For more information, visit


IKO, Chicago, offers a program called ShieldPROplus+™ for its elite residential contractors. To achieve this designation, contractors must meet specific criteria. IKO requires that at least one supervisor and two installers read an application manual and take the included test (IKO does not administer the test). They must understand proper installation of shingles, ventilation, underlayments, etc. The contractor also has to provide proof of insurance and sign a contract agreement.

IKO's program is offered throughout North America. One of the main benefits is extended limited warranties. "The standard Iron-Clad protection period is five years and this can as much as double for ShieldPROplus+ contractors," explains Carol Perkins, IKO's director of marketing. She also notes that tear-off protection is included.

Another important perk is lead referrals: ShieldPROplus+ contractors are listed on IKO's Web site. "Homeowners go to the Web to find information for projects and purchases. So if a contractor doesn't have his own Web site, it helps to be on ours," Perkins says. "Consumers can fill out an inquiry form to find our contractors in their area. It's convenient for the homeowner and the roofer."

Perhaps just as important as being on the Web, the contractors get a certificate saying they are a ShieldPROplus+ contractor, which Perkins believes gives them more legitimacy and credibility when visiting homeowners. "We want elite contractors and credibility with consumers," she says.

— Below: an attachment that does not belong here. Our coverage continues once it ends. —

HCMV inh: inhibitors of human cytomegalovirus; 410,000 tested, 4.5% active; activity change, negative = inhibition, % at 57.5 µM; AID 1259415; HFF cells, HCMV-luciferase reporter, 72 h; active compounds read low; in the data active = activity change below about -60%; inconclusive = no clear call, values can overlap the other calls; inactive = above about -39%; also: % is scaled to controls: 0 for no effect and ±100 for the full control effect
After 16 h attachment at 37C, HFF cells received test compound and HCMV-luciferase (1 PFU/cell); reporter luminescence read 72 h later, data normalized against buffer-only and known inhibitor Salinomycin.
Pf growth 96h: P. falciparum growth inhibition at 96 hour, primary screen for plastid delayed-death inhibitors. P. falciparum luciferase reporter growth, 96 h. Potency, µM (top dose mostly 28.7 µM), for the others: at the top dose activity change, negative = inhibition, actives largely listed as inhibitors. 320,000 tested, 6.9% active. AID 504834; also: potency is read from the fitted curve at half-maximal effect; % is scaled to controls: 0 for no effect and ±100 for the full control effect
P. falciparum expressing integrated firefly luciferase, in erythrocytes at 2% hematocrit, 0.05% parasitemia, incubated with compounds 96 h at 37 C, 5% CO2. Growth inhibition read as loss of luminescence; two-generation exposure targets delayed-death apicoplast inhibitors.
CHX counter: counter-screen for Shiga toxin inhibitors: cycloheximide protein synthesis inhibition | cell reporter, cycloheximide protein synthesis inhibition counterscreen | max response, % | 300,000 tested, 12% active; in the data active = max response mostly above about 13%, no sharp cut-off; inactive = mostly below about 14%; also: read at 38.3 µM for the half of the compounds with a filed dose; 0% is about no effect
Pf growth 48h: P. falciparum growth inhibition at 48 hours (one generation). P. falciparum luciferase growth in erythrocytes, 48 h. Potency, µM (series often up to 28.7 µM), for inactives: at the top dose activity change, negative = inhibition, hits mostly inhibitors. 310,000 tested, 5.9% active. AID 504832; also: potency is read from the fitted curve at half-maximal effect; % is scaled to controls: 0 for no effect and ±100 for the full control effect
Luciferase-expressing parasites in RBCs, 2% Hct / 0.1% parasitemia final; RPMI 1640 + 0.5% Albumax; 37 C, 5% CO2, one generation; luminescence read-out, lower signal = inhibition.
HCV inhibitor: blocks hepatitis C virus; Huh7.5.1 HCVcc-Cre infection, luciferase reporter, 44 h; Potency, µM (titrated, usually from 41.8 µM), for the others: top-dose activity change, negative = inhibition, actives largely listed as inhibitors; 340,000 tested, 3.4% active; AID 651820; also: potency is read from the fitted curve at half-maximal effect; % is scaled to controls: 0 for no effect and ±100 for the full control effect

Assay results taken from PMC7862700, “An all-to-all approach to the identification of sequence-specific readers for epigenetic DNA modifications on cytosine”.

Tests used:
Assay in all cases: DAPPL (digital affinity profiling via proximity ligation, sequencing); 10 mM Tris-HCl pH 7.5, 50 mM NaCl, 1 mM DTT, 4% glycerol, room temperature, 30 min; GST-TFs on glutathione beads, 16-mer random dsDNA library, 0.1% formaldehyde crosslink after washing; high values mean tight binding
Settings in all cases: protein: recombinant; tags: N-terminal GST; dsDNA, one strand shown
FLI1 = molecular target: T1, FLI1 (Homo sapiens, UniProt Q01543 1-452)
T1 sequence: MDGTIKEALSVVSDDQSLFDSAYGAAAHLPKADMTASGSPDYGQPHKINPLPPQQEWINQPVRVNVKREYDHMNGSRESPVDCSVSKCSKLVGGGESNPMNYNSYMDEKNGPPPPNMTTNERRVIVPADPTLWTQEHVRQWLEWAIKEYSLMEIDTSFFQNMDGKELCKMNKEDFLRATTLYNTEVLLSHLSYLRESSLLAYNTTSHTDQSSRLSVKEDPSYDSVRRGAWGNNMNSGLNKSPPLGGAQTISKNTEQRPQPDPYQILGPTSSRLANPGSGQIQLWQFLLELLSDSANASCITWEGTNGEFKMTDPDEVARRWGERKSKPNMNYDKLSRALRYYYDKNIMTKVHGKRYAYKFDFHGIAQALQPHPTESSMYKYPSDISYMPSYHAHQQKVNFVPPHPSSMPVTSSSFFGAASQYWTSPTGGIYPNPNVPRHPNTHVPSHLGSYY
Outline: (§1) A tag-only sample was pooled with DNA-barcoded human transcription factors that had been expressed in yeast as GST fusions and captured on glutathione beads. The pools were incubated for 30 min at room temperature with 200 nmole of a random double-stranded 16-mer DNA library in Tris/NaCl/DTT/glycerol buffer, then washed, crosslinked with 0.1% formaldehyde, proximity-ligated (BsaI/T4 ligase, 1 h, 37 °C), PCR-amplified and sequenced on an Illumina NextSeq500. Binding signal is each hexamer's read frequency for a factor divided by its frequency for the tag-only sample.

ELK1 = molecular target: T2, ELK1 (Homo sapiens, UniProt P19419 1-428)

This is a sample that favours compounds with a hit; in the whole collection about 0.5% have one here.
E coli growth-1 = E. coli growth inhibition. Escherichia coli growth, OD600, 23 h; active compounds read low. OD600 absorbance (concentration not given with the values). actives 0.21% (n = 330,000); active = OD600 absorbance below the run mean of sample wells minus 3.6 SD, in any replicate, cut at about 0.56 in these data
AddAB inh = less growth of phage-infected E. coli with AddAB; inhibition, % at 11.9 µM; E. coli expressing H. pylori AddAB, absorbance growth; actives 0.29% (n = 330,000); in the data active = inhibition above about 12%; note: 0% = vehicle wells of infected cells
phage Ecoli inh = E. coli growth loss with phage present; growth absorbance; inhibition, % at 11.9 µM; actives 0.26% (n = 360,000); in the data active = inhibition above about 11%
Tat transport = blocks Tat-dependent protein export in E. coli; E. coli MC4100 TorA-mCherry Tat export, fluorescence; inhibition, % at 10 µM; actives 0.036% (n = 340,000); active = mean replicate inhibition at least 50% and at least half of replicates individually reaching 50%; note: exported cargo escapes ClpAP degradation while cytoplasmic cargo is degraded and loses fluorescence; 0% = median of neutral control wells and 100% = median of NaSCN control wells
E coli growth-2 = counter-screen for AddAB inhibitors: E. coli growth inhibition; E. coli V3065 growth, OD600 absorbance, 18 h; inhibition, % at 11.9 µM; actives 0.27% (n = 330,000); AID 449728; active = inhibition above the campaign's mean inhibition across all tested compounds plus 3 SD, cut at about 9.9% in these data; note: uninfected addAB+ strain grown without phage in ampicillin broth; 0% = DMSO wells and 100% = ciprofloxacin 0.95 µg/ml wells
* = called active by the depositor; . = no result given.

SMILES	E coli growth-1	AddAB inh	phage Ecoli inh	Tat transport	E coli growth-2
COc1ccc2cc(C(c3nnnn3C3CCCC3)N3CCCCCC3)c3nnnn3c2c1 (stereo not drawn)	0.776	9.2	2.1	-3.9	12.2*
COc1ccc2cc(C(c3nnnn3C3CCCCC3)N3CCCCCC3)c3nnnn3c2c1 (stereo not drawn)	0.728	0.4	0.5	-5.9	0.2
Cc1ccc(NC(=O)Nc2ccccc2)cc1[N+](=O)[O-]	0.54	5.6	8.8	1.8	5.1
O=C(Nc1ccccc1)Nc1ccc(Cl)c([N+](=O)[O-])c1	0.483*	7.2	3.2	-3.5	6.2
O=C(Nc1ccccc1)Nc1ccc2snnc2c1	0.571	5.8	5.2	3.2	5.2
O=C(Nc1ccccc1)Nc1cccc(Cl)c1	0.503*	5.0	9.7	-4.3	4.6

A highlight of this program, according to Perkins, is all the freebies: job signs, business cards, door hangers, truck signs, logos, start-up kits, sales presentation kits (in a binder or on CD ROM), and more

IKO also helps its contractors by employing contractor sales specialists in target areas. "These sales specialists are100 percent responsible for working with contractors," Perkins explains. "They go through the binder program and train applicants to the PROplus+ program."

Perkins believes that IKO's contractors like the program because it sets them apart from others. "Extended limited warranties are something extra. Homeowners will pay more to get them and the contractor earns a bigger profit," says Perkins. What's the bottom line according to Perkins? "Roofers are tradespeople first. We help by giving them tools so they can concentrate on selling themselves."

For more information, visit

Owens Corning